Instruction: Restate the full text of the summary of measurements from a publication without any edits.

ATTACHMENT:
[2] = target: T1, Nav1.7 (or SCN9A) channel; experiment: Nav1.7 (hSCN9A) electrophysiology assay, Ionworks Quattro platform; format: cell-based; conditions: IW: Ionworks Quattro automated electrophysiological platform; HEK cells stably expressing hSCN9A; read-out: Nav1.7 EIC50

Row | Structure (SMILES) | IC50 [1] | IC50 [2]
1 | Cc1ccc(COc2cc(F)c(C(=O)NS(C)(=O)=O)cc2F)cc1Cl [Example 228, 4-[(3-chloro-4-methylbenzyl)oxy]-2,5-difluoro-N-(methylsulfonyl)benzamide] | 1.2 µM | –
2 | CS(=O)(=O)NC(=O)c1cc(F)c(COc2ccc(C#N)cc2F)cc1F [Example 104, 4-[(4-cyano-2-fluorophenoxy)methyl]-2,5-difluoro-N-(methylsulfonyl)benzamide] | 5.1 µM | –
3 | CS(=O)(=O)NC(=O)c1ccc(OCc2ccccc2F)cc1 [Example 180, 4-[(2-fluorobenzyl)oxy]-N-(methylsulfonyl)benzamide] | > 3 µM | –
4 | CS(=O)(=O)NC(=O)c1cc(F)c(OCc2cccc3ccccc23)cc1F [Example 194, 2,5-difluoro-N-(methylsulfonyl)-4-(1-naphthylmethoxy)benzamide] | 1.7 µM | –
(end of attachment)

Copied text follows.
[2] = target: T1, Nav1.7 (or SCN9A) channel; experiment: Nav1.7 (hSCN9A) electrophysiology assay, Ionworks Quattro platform; format: cell-based; conditions: IW: Ionworks Quattro automated electrophysiological platform; HEK cells stably expressing hSCN9A; read-out: Nav1.7 EIC50

Row | Structure (SMILES) | IC50 [1] | IC50 [2]
1 | Cc1ccc(COc2cc(F)c(C(=O)NS(C)(=O)=O)cc2F)cc1Cl [Example 228, 4-[(3-chloro-4-methylbenzyl)oxy]-2,5-difluoro-N-(methylsulfonyl)benzamide] | 1.2 µM | –
2 | CS(=O)(=O)NC(=O)c1cc(F)c(COc2ccc(C#N)cc2F)cc1F [Example 104, 4-[(4-cyano-2-fluorophenoxy)methyl]-2,5-difluoro-N-(methylsulfonyl)benzamide] | 5.1 µM | –
3 | CS(=O)(=O)NC(=O)c1ccc(OCc2ccccc2F)cc1 [Example 180, 4-[(2-fluorobenzyl)oxy]-N-(methylsulfonyl)benzamide] | > 3 µM | –
4 | CS(=O)(=O)NC(=O)c1cc(F)c(OCc2cccc3ccccc23)cc1F [Example 194, 2,5-difluoro-N-(methylsulfonyl)-4-(1-naphthylmethoxy)benzamide] | 1.7 µM | –